When he was finally released, Karim again contacted his agent. This time the agent personally escorted him across the border into Pakistan to catch his flight to Kuala Lumpur. In Malaysia he was met by another agent and transported by boat across the Malacca Strait to the river port of Pekanbaru in Sumatra. From there he flew to Jakarta. He was then taken to a safe house in Bogor in western Java, and later to a second safe house on the south coast of the island. Karim estimated that there were about a hundred asylum seekers waiting there to board a fishing boat to freedom. Including Ustad.
From this point, Karim and Ustad’s stories converged: they were betrayed before they reached their boat and sent to the Rumah Detensi Imigrasi in Pekanbaru. They applied for UNHCR refugee status at the detention centre, and when their applications were accepted they were released and given plane tickets to Jakarta. As refugees they were now the responsibility of the International Organisation for Migration (IOM), the agency funded by the Australian government to ‘warehouse’ UNHCR-approved refugees in Indonesia, deport asylum seekers whose applications for refugee status were rejected, and repatriate those who could no longer endure the long wait for a ‘durable solution’ to their plight.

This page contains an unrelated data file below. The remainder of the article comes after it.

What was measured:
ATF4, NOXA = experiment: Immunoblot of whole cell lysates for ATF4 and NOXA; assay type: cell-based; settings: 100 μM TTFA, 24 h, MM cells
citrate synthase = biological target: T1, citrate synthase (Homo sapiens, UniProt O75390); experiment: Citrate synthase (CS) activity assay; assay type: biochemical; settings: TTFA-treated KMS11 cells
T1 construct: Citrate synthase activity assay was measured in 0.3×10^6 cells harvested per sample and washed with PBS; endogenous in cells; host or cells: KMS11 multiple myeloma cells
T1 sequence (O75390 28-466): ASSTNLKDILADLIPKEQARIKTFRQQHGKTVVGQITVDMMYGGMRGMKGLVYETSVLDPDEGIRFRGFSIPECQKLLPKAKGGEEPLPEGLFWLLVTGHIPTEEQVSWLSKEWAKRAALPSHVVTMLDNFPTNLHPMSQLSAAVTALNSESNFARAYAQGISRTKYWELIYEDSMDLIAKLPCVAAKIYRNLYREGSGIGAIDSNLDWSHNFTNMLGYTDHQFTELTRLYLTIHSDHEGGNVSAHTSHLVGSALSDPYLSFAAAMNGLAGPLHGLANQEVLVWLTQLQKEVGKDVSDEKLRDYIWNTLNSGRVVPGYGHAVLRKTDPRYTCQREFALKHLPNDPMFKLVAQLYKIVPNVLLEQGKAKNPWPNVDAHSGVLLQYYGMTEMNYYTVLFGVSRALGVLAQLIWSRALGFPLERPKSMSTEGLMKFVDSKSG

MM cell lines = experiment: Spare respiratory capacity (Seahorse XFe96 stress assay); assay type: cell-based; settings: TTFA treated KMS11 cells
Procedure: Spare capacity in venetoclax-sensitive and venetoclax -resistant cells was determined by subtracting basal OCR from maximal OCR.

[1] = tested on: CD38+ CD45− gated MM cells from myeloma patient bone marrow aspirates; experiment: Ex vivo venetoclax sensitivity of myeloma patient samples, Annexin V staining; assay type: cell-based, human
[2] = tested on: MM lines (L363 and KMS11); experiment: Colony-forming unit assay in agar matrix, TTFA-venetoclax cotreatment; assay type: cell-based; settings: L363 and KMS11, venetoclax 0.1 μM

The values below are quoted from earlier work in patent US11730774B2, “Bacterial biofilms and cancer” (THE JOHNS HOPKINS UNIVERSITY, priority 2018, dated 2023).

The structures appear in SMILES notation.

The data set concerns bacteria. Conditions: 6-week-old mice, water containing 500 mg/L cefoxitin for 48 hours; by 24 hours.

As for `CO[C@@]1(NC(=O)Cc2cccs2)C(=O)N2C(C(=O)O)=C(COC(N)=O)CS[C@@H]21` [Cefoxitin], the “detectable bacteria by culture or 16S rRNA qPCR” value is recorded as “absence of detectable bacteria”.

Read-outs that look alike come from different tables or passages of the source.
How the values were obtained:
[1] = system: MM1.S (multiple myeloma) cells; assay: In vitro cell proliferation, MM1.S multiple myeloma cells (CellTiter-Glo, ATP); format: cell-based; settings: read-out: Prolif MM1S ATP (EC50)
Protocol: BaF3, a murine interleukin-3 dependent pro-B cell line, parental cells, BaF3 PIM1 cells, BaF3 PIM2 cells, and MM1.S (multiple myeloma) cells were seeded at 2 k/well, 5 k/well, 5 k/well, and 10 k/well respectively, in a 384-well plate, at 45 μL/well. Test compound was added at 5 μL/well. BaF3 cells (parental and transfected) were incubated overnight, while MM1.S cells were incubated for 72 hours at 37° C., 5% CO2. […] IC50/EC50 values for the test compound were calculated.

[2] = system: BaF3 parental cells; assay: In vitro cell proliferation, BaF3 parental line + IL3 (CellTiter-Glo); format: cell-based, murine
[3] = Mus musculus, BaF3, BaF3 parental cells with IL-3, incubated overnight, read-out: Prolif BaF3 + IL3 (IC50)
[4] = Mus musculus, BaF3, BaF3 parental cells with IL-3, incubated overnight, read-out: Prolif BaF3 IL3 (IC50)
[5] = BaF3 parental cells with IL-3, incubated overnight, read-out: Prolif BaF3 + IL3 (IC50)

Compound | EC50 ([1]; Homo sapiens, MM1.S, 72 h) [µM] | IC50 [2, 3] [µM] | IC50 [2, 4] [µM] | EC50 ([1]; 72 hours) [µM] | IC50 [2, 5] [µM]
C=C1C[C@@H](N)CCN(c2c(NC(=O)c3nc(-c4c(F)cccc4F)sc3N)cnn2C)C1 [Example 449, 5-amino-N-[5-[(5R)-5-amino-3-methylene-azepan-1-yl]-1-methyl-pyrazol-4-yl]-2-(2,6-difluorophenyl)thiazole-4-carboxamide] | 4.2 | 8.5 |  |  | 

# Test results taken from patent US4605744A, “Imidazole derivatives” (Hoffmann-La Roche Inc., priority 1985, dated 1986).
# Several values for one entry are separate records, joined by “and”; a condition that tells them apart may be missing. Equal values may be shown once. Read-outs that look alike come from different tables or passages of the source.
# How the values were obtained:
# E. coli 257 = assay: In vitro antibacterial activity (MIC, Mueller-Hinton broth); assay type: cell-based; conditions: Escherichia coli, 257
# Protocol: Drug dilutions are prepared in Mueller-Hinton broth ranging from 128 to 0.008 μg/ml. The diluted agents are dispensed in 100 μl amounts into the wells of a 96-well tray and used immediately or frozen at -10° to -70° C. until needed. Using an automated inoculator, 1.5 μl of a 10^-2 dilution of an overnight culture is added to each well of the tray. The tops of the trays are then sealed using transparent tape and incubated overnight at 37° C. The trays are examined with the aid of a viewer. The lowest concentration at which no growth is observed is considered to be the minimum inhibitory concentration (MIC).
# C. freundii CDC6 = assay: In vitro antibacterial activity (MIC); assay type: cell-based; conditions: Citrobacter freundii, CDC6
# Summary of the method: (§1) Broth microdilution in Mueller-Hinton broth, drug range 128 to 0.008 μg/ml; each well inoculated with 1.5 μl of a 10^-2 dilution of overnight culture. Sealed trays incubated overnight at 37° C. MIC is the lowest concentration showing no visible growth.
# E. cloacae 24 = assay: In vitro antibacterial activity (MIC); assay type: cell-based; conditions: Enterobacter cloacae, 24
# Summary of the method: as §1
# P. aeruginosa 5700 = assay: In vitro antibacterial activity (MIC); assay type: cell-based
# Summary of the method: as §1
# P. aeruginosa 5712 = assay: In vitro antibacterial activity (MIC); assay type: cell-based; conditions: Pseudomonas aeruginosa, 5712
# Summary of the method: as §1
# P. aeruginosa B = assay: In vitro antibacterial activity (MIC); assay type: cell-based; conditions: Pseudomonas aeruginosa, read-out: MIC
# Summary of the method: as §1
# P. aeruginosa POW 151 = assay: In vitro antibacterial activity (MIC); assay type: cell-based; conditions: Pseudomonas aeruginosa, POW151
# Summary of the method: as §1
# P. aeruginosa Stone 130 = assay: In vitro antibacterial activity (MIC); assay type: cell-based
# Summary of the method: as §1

YOUNG ALI, MY other dining companion that evening, told a very different story. He wasn’t sure how old he was but thought he was probably sixteen, having been born during the chaotic years of the civil war in the mid-1990s. He too had brothers in Melbourne, but could barely remember them. His eldest brother had remained in Afghanistan to take care of the family business, and it was he who suggested Ali should go to Australia because of the threats he faced at home. Ali himself had already seen ‘too much fighting’, as he told me, sprawled across the cushions in the Saudi restaurant. He visited the local travel agent – a respected Pashtun merchant – and negotiated a one-way fare to Australia. He returned soon after with a wad of cash he had collected from his relatives. The agent booked him a flight to Jakarta via Bangkok and Kuala Lumpur, gave him a false passport and arranged for him and another Hazara teenager to be escorted all the way to Australia. The two boys and their chaperone reached Jakarta without incident, and expected to be taken to the coast to catch their boat. But, at the airport, their chaperone disappeared. Ali managed to find the UNHCR office in Jakarta, registered himself and then made his way to Cisarua. Meanwhile his friend had found another agent to take him to Australia, but was arrested before he reached the boat and sent to an Indonesian detention centre.